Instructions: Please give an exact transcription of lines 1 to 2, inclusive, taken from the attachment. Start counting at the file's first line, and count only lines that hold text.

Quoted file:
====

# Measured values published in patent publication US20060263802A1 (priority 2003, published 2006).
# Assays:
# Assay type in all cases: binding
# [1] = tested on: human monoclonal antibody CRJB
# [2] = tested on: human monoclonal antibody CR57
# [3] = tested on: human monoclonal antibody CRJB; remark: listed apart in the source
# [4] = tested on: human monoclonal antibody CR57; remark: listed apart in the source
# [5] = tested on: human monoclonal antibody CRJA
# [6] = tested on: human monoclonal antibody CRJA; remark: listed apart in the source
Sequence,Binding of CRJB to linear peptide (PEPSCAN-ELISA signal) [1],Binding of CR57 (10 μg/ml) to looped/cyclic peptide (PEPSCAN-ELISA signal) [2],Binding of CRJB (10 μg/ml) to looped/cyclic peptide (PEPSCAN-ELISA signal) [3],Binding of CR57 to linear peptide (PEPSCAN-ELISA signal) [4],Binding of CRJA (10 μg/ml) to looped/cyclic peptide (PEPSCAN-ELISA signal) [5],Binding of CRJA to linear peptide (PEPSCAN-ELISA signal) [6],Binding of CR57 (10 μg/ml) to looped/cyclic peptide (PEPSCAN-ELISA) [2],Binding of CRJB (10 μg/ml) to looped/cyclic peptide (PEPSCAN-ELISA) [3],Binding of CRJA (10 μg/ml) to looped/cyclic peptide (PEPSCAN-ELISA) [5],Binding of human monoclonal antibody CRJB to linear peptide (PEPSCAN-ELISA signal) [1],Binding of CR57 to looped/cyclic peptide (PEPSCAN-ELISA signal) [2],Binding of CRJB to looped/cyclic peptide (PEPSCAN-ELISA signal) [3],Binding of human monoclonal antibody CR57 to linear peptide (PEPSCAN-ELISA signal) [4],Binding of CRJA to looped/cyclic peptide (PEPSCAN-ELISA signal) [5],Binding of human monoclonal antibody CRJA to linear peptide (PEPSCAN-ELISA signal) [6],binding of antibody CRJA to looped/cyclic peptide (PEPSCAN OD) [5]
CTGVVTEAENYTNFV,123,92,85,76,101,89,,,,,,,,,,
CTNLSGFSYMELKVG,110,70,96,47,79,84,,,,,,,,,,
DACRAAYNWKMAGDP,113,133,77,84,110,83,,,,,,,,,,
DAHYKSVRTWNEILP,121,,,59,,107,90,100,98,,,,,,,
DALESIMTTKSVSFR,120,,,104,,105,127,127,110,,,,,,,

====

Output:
# Measured values published in patent publication US20060263802A1 (priority 2003, published 2006).
# Assays: